Wednesday's Early Headlines
- ADP Report Shows Moderating Job Losses in February -- Automatic Data Processing's (ADP) latest employment report showed that the private sector lost 20,000 jobs in February, as expected. The decline marks an improvement from the revised January number of losses totaling 60,000. It was the fewest number of private sector jobs lost since February 2008. ADP said that adverse weather conditions in February are expected to depress the government's own employment report for February, due out Friday at 8:30 a.m. EST, but boost it for March.
- Planned Layoffs Fall to Lowest Level Since 2006 -- Employers cut payrolls in February by only 42,090 jobs, a 41% decline from January and 77% from a year ago, according to outplacement firm Challenger, Gray and Christmas. It is the lowest monthly total since June 2006, when employers announced 37,178 job cuts. Retail and automotive company job cuts are down sharply from a year ago, while the pharmaceutical sector leading in job cuts through the first two months of 2010, the firm said.
- Mortgage Applications Jump; Rates Fall -- The Mortgage Bankers Association said its Market Composite Index, a measure of mortgage loan application volume, rose a seasonally adjusted 14.6% last week, as both the purchase and refinance indexes increased from the previous week. Refinancing applications rose 17.2% compared with the prior week, the survey showed. The average 30-year fixed-rate mortgage rate slipped to 4.95% last week from 5.03% the previous week, the MBA said.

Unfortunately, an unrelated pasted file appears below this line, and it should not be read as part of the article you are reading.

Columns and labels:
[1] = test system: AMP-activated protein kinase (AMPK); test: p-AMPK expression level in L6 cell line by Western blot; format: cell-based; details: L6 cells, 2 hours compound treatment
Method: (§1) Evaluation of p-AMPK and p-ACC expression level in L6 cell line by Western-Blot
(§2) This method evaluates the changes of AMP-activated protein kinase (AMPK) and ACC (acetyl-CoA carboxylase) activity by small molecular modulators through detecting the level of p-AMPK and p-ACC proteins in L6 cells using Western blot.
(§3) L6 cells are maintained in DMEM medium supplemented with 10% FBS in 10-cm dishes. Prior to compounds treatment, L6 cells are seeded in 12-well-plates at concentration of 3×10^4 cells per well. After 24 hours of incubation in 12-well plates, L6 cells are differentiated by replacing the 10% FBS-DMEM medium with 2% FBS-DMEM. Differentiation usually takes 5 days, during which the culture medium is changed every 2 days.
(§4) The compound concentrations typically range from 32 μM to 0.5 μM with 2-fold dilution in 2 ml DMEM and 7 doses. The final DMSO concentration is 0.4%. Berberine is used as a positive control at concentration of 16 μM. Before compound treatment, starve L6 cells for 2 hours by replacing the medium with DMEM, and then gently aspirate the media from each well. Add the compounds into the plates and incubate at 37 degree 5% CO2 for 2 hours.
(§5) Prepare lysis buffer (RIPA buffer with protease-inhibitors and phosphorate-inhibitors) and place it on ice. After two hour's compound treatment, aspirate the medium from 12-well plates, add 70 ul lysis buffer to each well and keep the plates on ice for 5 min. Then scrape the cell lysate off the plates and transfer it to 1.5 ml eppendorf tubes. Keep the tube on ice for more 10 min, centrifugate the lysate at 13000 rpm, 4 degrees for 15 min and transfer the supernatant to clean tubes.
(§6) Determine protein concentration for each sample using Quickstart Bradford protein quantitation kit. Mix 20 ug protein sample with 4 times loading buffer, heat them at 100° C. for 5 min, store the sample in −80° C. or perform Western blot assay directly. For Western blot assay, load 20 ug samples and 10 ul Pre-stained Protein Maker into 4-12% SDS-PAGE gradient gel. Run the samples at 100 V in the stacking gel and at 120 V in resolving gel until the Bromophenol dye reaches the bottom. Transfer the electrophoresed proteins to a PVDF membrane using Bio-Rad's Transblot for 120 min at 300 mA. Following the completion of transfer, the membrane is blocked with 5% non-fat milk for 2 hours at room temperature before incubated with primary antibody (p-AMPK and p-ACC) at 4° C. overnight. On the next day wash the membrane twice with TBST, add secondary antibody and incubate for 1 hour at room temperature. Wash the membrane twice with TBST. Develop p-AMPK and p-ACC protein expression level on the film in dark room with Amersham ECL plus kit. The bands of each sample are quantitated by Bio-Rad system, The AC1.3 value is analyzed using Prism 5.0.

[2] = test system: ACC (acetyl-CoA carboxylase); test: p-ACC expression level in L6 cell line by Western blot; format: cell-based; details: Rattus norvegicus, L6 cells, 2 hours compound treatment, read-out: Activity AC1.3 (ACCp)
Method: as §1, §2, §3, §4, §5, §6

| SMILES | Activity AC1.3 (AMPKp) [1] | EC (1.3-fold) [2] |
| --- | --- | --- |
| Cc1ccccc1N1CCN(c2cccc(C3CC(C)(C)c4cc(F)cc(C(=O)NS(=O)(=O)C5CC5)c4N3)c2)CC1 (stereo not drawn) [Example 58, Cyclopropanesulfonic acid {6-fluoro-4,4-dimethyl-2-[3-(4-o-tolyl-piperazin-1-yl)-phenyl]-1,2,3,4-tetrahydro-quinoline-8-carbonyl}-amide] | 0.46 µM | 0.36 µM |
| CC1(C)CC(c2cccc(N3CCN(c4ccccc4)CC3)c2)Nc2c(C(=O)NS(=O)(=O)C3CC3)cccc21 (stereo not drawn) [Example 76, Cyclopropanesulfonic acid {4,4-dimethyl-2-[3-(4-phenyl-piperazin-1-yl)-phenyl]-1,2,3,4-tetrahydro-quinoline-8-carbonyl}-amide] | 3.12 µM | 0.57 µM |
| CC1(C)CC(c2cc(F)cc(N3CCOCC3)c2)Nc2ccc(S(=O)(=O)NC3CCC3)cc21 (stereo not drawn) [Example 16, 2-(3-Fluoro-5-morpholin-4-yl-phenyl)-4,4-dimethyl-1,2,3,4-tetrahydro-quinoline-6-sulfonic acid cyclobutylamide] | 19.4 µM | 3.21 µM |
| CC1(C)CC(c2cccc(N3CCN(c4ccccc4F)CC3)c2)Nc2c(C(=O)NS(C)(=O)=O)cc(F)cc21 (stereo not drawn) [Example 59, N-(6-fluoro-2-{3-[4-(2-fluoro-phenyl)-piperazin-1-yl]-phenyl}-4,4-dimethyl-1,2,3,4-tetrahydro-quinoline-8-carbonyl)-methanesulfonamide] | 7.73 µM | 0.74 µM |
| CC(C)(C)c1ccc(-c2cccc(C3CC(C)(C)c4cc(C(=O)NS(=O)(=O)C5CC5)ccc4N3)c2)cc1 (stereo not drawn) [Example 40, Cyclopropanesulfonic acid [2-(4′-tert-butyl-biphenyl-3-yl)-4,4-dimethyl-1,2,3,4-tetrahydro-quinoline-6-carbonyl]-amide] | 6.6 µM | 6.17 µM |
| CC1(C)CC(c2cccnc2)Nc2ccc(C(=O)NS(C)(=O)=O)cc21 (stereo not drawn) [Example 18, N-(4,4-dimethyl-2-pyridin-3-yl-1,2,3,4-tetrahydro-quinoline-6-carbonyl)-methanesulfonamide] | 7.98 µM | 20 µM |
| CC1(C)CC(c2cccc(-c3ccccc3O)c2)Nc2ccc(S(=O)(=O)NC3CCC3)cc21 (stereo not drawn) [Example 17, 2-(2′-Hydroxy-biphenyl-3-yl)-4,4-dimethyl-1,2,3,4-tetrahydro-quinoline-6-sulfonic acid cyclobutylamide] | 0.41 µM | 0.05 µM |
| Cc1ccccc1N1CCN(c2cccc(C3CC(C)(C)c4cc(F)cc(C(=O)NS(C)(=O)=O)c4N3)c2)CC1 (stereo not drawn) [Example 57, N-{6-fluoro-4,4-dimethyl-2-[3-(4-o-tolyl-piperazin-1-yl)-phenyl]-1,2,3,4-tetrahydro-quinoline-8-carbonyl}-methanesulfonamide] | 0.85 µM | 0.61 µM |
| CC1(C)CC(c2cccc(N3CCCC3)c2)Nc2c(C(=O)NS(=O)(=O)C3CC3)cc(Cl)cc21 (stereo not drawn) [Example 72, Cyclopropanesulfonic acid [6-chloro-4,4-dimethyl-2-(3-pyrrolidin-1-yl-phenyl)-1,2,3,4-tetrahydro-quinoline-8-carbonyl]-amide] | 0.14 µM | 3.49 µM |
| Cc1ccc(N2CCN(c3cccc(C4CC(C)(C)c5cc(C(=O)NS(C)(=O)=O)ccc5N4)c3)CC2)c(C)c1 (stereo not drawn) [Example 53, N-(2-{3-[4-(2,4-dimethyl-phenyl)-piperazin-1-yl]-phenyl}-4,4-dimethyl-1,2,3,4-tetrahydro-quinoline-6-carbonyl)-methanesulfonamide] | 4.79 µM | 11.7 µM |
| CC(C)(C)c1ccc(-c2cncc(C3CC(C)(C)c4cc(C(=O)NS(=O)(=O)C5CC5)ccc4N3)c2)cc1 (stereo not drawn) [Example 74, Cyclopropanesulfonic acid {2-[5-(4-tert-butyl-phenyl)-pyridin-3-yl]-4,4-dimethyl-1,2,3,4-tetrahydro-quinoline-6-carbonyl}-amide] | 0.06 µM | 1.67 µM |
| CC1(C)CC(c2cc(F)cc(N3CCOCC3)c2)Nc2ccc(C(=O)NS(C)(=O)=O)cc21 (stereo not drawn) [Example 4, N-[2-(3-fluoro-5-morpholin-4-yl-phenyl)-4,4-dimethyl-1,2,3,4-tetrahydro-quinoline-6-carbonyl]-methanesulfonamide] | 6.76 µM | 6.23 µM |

- Greece Austerity Plan Lifts Euro -- The dollar lost ground against the euro after Greece's government decided on a 4.8 billion euro ($6.5 billion) austerity package. The plan, which is part of Greece's effort to slash its massive deficit, calls for steep cuts in civil service salaries and entitlements. Greece's austerity plan also will push the country's sales tax higher by two percentage points.
- Too-Big-To-Fail Banks Should Be Dismantled: Dallas Fed President -- Dallas Federal Reserve President Richard Fisher said Wednesday that "too big to fail" institutions should be broken up, while stressing the importance of central bank independence. "I am more convinced than ever that too-big-to-fail banks are dangerous and should be contained, if not broken up," Fisher said, according to prepared remarks.
- Medivation's Alzheimer's Drug Fails in Trial -- Pfizer (PFE) and partner Medivation (MDVN) said their Alzheimer's drug candidate Dimebon was no better than a placebo at treating the disease, according to a phase III study. Medivation shares tumbled nearly 70% in premarket trading, while Pfizer was down roughly 1%.